Town of Arnprior youth staff

EMC lifestyle – It’s mid-December and the holiday season is coming up quickly. It’s such a busy time. Shopping for the perfect gift, decorating the tree. Not only that, the Christmas break is only a week away. Our programs are winding down as the holidays approach. There is no Dodgeball this Monday or throughout the holidays. This very popular drop in program will resume on Monday, Jan. 7. Come to our Anti-NHL Tween dance this Friday. The dance runs from 7-10 p.m. at the Nick Smith Centre and is zero tolerance with adult chaperones. Advance tickets are $5 and are only available until 9 p.m. this Thursday. Tickets then will be available at the door for $10. We are looking forward to the new year when our programs will start up again. Watch for our Boy’s Nights, beginning on Jan. 11. The cooking program continues on Jan. 9 and again Jan. 16. Our LYTS program for high school students continues on Jan. 22 with ‘Customer Service and Employer Expectations’. And watch for our next PA Day Trip to Mont Cascades on Feb. 1. Complete details will follow in future articles. Want to stay up to date? Add Nick Smith Centre as a friend on Facebook or follow @NickSmithCentre on Twitter. Note: registrations must be done in person at the Nick Smith Centre. For more information, email Kayla at kmenkhorst@arnprior. ca or call the Nick Smith Centre at 613-623-7301.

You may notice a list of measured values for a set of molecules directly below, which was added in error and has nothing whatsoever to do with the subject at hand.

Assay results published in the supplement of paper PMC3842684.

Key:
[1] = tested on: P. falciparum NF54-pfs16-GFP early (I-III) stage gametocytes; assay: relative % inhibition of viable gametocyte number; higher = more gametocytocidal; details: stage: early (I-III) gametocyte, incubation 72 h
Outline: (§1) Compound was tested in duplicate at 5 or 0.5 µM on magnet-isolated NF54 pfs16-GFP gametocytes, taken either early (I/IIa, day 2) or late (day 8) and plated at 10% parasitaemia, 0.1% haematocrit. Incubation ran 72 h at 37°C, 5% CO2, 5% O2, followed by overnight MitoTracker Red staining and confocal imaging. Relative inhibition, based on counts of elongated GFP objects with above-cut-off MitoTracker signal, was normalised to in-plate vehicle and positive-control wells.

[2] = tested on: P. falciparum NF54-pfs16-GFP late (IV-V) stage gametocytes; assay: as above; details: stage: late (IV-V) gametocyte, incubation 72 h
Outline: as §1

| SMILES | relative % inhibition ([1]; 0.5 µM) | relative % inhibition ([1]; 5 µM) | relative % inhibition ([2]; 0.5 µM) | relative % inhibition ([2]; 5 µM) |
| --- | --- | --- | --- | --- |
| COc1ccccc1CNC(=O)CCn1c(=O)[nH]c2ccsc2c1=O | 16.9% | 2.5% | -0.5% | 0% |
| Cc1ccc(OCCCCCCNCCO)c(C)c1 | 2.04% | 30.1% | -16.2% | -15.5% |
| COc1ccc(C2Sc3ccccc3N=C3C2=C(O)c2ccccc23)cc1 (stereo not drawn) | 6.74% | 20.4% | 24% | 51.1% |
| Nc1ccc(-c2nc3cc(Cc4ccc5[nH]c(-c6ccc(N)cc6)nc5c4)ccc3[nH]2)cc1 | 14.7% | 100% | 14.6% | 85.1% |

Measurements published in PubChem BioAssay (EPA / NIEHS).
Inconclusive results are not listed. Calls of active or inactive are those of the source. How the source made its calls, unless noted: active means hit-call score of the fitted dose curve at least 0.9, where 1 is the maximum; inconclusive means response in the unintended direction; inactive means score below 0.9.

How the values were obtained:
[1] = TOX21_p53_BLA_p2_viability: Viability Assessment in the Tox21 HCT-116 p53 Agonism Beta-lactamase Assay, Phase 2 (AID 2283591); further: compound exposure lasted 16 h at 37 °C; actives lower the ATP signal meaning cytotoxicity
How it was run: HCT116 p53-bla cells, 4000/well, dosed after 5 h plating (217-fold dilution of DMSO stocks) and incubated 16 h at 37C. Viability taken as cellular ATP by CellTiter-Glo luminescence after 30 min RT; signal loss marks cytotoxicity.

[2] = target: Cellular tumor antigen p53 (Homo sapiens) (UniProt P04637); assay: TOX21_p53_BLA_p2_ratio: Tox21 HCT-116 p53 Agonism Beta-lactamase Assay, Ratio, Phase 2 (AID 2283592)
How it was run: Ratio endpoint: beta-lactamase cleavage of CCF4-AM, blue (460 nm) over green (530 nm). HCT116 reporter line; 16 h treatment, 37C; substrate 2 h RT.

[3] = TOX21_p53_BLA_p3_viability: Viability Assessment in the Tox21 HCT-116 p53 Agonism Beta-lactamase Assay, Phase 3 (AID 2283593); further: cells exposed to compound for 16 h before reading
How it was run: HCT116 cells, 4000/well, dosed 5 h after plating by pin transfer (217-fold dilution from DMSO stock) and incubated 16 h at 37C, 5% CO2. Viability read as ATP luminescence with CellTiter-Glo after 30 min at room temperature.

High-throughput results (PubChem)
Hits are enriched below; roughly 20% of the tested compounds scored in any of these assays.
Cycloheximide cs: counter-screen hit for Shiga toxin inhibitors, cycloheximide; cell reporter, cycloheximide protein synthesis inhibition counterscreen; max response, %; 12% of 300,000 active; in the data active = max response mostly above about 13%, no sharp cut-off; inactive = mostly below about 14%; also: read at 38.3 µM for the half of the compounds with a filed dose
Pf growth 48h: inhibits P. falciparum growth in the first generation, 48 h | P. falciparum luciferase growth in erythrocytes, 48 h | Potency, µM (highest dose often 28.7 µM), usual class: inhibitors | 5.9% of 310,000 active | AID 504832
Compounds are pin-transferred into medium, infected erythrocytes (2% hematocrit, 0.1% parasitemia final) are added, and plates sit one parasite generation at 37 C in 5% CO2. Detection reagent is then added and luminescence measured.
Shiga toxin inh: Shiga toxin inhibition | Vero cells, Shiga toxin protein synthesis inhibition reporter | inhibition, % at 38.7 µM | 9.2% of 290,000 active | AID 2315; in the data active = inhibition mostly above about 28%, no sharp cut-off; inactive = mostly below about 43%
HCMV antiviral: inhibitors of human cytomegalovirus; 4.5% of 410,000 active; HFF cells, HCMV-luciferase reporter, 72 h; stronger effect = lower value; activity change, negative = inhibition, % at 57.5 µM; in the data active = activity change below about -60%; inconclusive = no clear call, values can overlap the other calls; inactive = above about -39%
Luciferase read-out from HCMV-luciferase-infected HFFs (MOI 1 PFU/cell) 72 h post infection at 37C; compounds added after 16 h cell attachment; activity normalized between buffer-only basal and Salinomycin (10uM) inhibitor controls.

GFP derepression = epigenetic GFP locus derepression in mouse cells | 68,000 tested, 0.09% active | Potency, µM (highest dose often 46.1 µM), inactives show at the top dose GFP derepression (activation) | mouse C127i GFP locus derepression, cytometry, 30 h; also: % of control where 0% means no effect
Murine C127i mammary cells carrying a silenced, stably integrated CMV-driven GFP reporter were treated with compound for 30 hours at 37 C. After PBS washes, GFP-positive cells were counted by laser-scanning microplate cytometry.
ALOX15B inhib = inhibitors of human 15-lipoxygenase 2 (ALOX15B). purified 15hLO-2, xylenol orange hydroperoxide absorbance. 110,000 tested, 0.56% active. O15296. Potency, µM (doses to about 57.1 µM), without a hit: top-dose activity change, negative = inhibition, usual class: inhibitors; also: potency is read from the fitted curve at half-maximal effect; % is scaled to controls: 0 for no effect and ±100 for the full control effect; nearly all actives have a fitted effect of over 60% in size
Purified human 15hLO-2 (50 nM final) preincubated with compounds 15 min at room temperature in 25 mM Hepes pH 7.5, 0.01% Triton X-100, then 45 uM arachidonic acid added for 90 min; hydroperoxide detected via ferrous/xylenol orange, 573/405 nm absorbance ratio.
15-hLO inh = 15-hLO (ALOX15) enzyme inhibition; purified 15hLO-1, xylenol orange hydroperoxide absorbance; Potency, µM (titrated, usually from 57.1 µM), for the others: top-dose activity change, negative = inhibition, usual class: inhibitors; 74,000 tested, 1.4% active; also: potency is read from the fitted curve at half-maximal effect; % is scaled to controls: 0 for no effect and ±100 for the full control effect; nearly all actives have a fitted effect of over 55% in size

Auction Sale

R0011812000

For Thomas Wuehr (613) 639-2381 Sat. Dec. 22/12 at 9:30am sharp Preview: Fri evening from 5pm – 9pm & Sat morning from 8am To be held at the Cobden Ag Hall Travel Hwy 17 to Astrolabe Rd., to Cobden Fairgrounds